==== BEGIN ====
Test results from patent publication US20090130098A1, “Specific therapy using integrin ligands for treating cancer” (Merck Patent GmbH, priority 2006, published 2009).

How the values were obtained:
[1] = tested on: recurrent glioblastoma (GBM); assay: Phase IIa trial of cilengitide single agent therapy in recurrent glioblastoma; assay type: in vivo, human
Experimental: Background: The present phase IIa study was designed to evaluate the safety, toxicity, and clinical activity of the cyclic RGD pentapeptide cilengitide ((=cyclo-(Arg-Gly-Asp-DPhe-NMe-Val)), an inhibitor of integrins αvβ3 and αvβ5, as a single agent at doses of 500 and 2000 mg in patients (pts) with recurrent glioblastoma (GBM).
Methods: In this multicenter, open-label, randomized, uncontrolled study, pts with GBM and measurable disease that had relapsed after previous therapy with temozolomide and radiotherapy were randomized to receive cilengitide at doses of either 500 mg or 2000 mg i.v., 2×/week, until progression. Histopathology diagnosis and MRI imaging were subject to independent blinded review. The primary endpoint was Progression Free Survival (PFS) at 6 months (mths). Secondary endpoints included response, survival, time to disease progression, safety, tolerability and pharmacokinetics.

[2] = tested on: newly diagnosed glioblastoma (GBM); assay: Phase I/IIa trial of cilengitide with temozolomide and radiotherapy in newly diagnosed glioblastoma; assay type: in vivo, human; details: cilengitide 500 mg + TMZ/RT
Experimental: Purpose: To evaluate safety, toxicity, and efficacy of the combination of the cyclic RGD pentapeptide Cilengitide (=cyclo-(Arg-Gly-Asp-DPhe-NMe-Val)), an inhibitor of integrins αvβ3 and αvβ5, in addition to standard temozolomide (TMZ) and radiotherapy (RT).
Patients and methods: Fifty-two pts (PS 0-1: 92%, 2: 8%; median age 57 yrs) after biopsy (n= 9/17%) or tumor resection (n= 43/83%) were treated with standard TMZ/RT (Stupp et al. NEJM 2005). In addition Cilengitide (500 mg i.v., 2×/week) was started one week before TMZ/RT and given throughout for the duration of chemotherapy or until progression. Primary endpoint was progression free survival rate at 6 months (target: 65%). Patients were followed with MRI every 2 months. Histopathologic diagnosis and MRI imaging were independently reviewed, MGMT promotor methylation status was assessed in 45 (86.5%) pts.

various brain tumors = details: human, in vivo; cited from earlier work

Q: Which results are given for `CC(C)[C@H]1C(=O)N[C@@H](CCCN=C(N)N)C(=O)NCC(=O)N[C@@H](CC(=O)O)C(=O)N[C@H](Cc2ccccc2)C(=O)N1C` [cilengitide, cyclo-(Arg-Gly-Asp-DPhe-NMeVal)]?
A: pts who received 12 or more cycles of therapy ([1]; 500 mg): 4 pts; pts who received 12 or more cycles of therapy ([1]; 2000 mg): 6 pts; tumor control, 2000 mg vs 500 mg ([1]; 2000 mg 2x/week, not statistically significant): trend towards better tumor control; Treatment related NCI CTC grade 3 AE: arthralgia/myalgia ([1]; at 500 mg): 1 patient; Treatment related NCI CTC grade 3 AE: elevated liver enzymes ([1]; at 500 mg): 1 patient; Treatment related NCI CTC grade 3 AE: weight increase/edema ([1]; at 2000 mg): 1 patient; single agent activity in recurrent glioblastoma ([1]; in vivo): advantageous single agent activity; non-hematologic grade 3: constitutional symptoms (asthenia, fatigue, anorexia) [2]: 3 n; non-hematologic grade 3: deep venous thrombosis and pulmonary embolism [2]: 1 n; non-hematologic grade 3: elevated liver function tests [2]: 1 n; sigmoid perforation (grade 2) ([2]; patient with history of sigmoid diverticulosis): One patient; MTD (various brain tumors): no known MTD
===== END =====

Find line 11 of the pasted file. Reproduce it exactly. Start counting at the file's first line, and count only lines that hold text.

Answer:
A: pts who received 12 or more cycles of therapy ([1]; 500 mg): 4 pts; pts who received 12 or more cycles of therapy ([1]; 2000 mg): 6 pts; tumor control, 2000 mg vs 500 mg ([1]; 2000 mg 2x/week, not statistically significant): trend towards better tumor control; Treatment related NCI CTC grade 3 AE: arthralgia/myalgia ([1]; at 500 mg): 1 patient; Treatment related NCI CTC grade 3 AE: elevated liver enzymes ([1]; at 500 mg): 1 patient; Treatment related NCI CTC grade 3 AE: weight increase/edema ([1]; at 2000 mg): 1 patient; single agent activity in recurrent glioblastoma ([1]; in vivo): advantageous single agent activity; non-hematologic grade 3: constitutional symptoms (asthenia, fatigue, anorexia) [2]: 3 n; non-hematologic grade 3: deep venous thrombosis and pulmonary embolism [2]: 1 n; non-hematologic grade 3: elevated liver function tests [2]: 1 n; sigmoid perforation (grade 2) ([2]; patient with history of sigmoid diverticulosis): One patient; MTD (various brain tumors): no known MTD